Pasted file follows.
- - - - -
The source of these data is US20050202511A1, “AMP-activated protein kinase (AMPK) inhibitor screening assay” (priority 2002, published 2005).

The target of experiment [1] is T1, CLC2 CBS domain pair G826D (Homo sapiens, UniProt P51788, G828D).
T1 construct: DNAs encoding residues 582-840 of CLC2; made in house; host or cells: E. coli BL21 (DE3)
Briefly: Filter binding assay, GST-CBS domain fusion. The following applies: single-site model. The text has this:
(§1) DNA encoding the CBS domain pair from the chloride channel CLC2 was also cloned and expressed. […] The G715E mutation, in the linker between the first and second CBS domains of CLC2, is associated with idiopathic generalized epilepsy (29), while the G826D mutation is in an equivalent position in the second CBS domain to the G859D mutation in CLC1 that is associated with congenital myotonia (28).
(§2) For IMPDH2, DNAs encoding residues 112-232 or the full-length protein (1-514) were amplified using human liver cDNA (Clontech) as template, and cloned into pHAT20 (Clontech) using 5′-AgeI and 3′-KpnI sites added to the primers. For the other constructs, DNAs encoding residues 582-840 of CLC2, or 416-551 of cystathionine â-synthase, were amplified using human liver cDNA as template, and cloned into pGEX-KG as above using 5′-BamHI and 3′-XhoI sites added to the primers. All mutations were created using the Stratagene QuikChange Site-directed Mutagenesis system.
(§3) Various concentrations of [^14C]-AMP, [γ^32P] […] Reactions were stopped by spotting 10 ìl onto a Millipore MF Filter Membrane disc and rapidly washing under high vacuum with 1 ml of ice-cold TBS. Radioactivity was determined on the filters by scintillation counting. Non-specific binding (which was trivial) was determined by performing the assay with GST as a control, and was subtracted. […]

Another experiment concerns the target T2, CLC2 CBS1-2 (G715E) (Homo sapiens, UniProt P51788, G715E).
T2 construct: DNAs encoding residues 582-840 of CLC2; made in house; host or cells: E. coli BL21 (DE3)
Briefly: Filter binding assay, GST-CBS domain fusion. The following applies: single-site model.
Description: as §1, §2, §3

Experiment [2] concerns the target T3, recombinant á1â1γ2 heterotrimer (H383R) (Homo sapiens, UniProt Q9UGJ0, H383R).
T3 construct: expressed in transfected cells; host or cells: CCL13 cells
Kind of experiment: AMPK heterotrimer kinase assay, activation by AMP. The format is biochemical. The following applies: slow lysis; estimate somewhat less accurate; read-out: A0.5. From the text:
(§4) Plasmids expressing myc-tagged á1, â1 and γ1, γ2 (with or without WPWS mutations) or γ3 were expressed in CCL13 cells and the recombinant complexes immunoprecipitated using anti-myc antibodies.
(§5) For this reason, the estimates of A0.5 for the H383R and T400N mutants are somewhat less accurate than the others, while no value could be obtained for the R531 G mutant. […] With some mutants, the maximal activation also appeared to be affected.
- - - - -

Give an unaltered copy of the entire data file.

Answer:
The source of these data is US20050202511A1, “AMP-activated protein kinase (AMPK) inhibitor screening assay” (priority 2002, published 2005).

The target of experiment [1] is T1, CLC2 CBS domain pair G826D (Homo sapiens, UniProt P51788, G828D).
T1 construct: DNAs encoding residues 582-840 of CLC2; made in house; host or cells: E. coli BL21 (DE3)
Briefly: Filter binding assay, GST-CBS domain fusion. The following applies: single-site model. The text has this:
(§1) DNA encoding the CBS domain pair from the chloride channel CLC2 was also cloned and expressed. […] The G715E mutation, in the linker between the first and second CBS domains of CLC2, is associated with idiopathic generalized epilepsy (29), while the G826D mutation is in an equivalent position in the second CBS domain to the G859D mutation in CLC1 that is associated with congenital myotonia (28).
(§2) For IMPDH2, DNAs encoding residues 112-232 or the full-length protein (1-514) were amplified using human liver cDNA (Clontech) as template, and cloned into pHAT20 (Clontech) using 5′-AgeI and 3′-KpnI sites added to the primers. For the other constructs, DNAs encoding residues 582-840 of CLC2, or 416-551 of cystathionine â-synthase, were amplified using human liver cDNA as template, and cloned into pGEX-KG as above using 5′-BamHI and 3′-XhoI sites added to the primers. All mutations were created using the Stratagene QuikChange Site-directed Mutagenesis system.
(§3) Various concentrations of [^14C]-AMP, [γ^32P] […] Reactions were stopped by spotting 10 ìl onto a Millipore MF Filter Membrane disc and rapidly washing under high vacuum with 1 ml of ice-cold TBS. Radioactivity was determined on the filters by scintillation counting. Non-specific binding (which was trivial) was determined by performing the assay with GST as a control, and was subtracted. […]

Another experiment concerns the target T2, CLC2 CBS1-2 (G715E) (Homo sapiens, UniProt P51788, G715E).
T2 construct: DNAs encoding residues 582-840 of CLC2; made in house; host or cells: E. coli BL21 (DE3)
Briefly: Filter binding assay, GST-CBS domain fusion. The following applies: single-site model.
Description: as §1, §2, §3

Experiment [2] concerns the target T3, recombinant á1â1γ2 heterotrimer (H383R) (Homo sapiens, UniProt Q9UGJ0, H383R).
T3 construct: expressed in transfected cells; host or cells: CCL13 cells
Kind of experiment: AMPK heterotrimer kinase assay, activation by AMP. The format is biochemical. The following applies: slow lysis; estimate somewhat less accurate; read-out: A0.5. From the text:
(§4) Plasmids expressing myc-tagged á1, â1 and γ1, γ2 (with or without WPWS mutations) or γ3 were expressed in CCL13 cells and the recombinant complexes immunoprecipitated using anti-myc antibodies.
(§5) For this reason, the estimates of A0.5 for the H383R and T400N mutants are somewhat less accurate than the others, while no value could be obtained for the R531 G mutant. […] With some mutants, the maximal activation also appeared to be affected.